Oil and Gas Industry Coverage Options
Properly trained personnel are essential for well control activities. Well control consists of two basic components: an active component of monitoring the pressure of the drilling fluid, and blowout preventers as a passive component.
The first line of defense in well control is to have sufficient drilling-fluid pressure in the well hole. During drilling, underground fluids such as gas, water or oil under pressure (the formation pressure) oppose the drilling-fluid pressure (mud pressure). If the formation pressure is greater than the mud pressure, there is possibility of a blowout.
Process: Blowout Prevention Program
- Receiving injuries caused by loss of well control
- Appropriate training for tasks performed. Example topics include:
- Causes of kicks, including detection
- Pressure concepts and calculations
- Well control procedures
- Gas characteristics and behavior
- Constant well control methods on bottomhole pressure
- Well control equipment
- Regulatory information
- Use of appropriate well control equipment including:
Process: Monitoring and Maintaining Mud System
Each part of the mud system must function and be in good condition in order to maintain well control. If the mud level increases, it may be a sign that a kick is in progress. On some rigs there is a mud-float-level gauge which sounds an automatic alarm if the mud exceeds a pre-specified level.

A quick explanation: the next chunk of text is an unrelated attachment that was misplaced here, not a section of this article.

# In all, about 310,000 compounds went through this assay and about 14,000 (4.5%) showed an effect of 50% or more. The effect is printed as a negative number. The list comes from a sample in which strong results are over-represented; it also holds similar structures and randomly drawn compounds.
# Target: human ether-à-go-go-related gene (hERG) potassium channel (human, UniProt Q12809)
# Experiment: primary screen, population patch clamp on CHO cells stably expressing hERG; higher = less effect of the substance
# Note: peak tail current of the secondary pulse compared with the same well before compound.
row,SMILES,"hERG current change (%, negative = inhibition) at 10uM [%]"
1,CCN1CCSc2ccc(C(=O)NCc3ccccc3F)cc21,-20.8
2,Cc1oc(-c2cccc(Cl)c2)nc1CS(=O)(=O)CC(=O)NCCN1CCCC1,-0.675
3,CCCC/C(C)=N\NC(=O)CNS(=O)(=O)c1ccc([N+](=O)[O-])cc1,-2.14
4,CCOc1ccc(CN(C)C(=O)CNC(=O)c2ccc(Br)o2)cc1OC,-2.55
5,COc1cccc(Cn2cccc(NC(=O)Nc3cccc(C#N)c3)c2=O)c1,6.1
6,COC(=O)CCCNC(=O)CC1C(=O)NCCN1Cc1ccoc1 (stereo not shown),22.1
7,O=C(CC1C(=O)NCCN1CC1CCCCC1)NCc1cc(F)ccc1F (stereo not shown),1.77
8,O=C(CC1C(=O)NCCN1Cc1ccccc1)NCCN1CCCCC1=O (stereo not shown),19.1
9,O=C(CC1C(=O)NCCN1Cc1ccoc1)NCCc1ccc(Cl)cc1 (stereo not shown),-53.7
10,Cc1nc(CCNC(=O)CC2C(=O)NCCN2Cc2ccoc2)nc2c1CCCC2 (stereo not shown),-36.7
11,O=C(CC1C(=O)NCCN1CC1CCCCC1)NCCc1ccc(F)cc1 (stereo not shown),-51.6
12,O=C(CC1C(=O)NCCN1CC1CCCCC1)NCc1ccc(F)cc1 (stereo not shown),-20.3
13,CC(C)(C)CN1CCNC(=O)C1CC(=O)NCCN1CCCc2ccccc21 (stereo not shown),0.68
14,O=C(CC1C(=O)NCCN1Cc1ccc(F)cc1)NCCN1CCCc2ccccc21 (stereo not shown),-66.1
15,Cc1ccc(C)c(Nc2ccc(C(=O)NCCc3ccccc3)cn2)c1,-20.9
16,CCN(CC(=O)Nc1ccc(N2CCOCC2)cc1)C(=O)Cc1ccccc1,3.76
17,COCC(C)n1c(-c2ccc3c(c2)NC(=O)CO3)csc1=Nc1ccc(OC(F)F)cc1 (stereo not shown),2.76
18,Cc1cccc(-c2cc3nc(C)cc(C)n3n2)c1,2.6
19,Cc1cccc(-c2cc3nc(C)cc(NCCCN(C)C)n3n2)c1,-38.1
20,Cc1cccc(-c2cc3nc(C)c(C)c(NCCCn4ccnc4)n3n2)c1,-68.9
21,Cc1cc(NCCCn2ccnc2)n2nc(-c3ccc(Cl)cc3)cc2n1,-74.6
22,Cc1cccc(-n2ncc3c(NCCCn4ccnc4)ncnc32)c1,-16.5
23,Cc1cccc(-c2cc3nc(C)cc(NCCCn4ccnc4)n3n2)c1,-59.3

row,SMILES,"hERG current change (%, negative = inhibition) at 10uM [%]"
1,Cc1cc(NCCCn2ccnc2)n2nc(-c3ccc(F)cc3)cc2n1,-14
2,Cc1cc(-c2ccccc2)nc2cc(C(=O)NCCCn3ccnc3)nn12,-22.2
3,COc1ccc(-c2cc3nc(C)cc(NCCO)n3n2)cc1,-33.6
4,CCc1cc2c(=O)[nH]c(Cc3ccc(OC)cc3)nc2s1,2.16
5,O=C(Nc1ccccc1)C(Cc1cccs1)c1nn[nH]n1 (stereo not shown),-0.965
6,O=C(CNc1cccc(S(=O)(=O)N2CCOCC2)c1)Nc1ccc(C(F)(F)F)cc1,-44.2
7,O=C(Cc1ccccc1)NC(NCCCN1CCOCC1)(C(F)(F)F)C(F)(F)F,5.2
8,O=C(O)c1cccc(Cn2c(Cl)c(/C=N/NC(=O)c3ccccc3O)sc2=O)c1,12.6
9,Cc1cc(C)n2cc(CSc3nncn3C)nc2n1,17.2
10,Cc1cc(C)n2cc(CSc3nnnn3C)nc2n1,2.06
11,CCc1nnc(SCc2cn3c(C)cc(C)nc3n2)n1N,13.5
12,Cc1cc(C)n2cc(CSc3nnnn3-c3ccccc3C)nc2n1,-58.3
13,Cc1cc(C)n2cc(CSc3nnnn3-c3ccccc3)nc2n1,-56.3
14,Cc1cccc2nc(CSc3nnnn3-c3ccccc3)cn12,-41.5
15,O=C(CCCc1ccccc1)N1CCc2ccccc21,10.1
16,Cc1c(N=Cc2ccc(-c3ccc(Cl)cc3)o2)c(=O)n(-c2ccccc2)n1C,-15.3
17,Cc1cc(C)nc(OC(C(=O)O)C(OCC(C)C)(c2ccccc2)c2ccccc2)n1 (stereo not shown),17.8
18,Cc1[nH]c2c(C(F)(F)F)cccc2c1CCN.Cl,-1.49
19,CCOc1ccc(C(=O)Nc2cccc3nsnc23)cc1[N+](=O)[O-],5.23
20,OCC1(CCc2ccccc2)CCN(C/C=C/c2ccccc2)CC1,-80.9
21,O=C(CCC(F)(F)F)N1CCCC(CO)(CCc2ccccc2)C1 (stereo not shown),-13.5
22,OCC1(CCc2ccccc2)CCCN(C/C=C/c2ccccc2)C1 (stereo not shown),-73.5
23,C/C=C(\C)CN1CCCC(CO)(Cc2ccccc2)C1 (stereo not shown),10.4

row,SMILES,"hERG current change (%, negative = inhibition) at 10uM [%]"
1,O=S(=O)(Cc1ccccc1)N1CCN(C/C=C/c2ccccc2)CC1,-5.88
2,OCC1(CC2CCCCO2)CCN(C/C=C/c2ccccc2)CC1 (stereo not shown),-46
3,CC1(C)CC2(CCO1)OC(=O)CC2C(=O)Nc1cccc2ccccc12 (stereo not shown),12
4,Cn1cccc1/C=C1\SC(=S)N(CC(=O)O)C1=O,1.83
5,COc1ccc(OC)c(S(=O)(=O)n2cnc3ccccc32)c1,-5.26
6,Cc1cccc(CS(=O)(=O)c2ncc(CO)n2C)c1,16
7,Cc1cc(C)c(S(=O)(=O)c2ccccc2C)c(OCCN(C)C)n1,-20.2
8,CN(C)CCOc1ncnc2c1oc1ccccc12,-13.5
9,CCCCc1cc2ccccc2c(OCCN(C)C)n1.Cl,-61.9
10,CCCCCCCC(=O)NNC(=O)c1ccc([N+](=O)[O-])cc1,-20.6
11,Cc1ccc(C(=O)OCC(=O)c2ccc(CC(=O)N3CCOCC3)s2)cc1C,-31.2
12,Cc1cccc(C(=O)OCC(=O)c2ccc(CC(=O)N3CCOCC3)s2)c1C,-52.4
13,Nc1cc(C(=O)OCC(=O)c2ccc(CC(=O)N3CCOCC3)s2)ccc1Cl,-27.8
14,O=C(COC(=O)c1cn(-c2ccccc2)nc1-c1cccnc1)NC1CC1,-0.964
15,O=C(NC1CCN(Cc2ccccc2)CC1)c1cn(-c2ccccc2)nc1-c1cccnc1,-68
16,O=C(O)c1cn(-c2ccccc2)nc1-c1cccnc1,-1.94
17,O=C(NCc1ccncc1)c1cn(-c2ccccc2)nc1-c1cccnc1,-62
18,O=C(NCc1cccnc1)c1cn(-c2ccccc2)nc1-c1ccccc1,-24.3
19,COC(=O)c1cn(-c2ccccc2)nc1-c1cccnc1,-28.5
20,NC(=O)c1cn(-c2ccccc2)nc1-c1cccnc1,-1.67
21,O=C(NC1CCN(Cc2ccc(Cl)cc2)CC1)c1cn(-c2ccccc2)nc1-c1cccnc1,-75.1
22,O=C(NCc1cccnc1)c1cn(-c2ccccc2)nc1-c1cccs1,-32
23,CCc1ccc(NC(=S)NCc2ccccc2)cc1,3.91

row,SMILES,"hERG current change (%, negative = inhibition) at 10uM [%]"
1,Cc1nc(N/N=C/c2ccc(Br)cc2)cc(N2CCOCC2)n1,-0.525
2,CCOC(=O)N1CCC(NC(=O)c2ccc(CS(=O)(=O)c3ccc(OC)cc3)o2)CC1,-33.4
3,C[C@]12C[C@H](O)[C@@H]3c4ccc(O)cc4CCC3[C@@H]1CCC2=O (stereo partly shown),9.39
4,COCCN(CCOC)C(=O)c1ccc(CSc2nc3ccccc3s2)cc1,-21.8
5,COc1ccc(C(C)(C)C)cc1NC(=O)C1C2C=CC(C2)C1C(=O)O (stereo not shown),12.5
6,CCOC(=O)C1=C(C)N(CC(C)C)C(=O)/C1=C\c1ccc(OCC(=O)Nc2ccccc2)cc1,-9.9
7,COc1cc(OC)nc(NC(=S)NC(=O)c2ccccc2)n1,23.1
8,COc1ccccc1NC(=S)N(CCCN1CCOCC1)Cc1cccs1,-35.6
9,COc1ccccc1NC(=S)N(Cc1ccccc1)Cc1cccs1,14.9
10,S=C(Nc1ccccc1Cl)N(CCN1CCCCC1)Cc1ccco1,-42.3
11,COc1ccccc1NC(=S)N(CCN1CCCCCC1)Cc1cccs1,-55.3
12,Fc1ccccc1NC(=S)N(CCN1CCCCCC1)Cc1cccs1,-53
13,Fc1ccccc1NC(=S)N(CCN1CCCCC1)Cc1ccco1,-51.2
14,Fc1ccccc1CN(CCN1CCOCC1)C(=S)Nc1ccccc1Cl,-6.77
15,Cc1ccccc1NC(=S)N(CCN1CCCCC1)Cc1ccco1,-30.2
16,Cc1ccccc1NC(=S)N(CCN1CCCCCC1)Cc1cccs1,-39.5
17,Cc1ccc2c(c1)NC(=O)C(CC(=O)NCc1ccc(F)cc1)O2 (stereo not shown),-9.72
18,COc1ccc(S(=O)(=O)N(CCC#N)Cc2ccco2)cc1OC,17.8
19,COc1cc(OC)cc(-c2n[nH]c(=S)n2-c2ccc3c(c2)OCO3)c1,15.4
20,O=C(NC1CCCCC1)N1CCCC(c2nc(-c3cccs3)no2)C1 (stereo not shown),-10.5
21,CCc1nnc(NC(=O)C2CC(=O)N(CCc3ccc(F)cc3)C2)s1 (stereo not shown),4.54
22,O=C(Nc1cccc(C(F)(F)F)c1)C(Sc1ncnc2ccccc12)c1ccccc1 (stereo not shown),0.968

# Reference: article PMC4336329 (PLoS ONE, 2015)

- Loss of well control (blowout)
- Keep the mud circulating system in good working order.
- Periodically check and maintain the properties of the drilling fluid, including proper pit level.
- Properly train crew in monitoring and well control procedures.
- Maintain a properly functioning surface control system.
Process: Installing Blowout Preventers (BOPs)
The BOP, accumulator and choke manifold are installed by the rig crew after the surface casing is set and cemented. The accumulator and choke manifold that is set into place during rigging up needs to be hooked up and tested. The choke-line valve is used to redirect the mud from the wellbore to the choke manifold during a kick. The kill-line valve is used to direct drilling fluid to the BOP during a kick.
- Being crushed by falling equipment if hoisting slings fail
- Being struck by, pinched by or caught between equipment during installation
- Ensure workers stand clear of equipment being hoisted and that tag lines are used where appropriate.
- Coordinate hoisting tasks with rig crew.
- Inspect the hoisting slings for wear before any hoisting operation.
- Ensure all personnel wear proper personal protective equipment.
Contact INSURICA today to learn more about your oil and gas coverage options.
Source: Zywave, NFPA
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